He has initiated engagement with PTV, the Local and State Government and Victoria Police to improve safety measures off campus.
Recently, the University has been in discussion with the State Government to find long term solutions for safety around public transport.
In the short term, the State Government want to increase the regularity of the 561 bus service.
This collaboration also sees deployment of PSO’s, improved lighting and CCTV on the Tram 86 line.
Mr Dewar says “this is mostly as a deterrent, but in the unfortunate event there was another incident, it would be easier to find the perpetrator.”
Eventually, the long term plan will be to deploy the 301 Shuttle bus to Heidelberg Train station.
The tram 86 line to face major lighting upgrades by the State Government. Photo by Phillip Mallis (CC).
A change like this would ensure students travel safely from the university campus to either of the two major train lines that connect them to the rest of the transport network.
An Action Research Proposal has also been supported by the State Government named ‘Improving the Safety of Women and Girls on Public Transport.’
“We have sought and received funding from the Premier’s Office for a research project that would use the Tram 86 as a living laboratory for improving safety on the tram network.”
The Minister for Public Transport is also on-board with the proposal, which is being led in a partnership between La Trobe and Monash, and will also involve RMIT and multiple government agencies.
One of measures being considered for testing and evaluation in this project is a potential smartphone safety app, which would allow students to contact police and security services and opt in to having their location tracked.
A scholarship memorial in memory of Aiia Maasarwe is also being discussed. It is intended this will be co-funded by state and federal governments in partnership with La Trobe, with opportunities for public donations.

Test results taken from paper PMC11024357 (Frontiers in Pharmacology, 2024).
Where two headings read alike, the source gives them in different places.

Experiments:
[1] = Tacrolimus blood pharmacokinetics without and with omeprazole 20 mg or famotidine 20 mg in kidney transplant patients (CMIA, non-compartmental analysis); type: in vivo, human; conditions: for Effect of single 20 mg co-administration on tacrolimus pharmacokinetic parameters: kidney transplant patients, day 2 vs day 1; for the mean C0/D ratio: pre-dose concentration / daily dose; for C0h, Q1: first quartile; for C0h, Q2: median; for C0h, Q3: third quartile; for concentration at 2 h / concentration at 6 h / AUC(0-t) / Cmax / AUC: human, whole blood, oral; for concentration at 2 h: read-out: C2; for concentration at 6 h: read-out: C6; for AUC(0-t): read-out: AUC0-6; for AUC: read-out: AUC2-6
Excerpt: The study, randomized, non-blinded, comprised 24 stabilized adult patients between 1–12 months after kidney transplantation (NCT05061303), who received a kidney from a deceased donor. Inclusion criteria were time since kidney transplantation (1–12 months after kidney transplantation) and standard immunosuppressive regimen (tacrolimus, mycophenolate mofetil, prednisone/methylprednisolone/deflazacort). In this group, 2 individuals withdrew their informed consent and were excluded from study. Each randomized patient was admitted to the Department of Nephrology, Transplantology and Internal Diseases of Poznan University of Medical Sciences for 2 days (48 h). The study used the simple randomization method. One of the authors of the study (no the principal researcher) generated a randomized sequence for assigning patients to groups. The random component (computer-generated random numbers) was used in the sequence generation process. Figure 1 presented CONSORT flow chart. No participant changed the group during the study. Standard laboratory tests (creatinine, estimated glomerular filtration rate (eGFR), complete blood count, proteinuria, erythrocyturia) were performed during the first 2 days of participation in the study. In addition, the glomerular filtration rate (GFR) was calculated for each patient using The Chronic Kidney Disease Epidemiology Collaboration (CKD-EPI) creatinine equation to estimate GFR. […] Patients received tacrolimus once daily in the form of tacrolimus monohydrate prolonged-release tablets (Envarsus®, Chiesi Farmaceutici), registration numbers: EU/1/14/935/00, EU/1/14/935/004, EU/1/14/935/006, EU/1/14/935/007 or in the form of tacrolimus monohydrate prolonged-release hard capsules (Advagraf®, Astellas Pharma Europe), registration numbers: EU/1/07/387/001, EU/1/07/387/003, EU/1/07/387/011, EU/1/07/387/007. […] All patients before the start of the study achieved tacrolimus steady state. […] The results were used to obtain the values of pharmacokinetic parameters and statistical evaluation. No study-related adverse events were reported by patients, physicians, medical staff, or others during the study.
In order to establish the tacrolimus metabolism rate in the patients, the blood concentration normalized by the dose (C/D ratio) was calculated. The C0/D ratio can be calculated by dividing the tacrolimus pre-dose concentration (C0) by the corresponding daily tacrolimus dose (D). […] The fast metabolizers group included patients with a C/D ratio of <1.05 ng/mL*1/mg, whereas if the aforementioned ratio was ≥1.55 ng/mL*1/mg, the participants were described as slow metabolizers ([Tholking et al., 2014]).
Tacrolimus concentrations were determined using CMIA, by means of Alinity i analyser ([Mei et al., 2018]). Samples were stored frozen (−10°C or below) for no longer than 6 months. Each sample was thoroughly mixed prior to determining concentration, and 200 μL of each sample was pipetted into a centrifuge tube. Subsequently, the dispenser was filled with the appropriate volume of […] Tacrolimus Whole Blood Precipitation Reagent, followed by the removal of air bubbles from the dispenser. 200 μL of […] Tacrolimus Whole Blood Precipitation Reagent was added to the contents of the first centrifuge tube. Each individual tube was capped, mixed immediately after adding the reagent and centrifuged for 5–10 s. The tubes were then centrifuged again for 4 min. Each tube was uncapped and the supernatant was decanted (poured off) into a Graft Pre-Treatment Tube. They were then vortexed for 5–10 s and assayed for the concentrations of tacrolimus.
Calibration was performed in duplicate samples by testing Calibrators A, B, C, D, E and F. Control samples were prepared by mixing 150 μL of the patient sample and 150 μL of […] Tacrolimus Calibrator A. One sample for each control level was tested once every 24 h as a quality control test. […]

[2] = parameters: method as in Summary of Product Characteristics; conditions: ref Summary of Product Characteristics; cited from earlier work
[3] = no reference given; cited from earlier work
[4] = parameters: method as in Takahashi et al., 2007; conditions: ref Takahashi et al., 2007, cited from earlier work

A scholarship memorial in memory of Aiia Massarwe is also being discussed and if implemented, will be co-funded by state and federal governments.
The report by the Human Rights Commission found that students who were sexually assaulted in a university setting were most likely assaulted on campus or on public transport to or from the university.
The survey shows that one in four students were sexually harassed in a university setting on at least one occasion in 2016.
Since the release of these figures, the university has responded quickly and with great concern for its students.
Mr Dewar believes “La Trobe’s response to the ‘Respect Now’ Recommendations have been by far the most comprehensive of any university in Australia.”
So it’s only a matter of time before we start seeing promising results.
The university urges students and the community to speak up.
La Trobe is on the right track to improve safety procedures both on and off campus. However, more awareness and information of these changes to students and the community is essential for these procedures to be effective.
“All of this is fed into the planning we are now doing. We can only respond to things we know about. If people have a concern then please tell us and we can do what we can to address it.”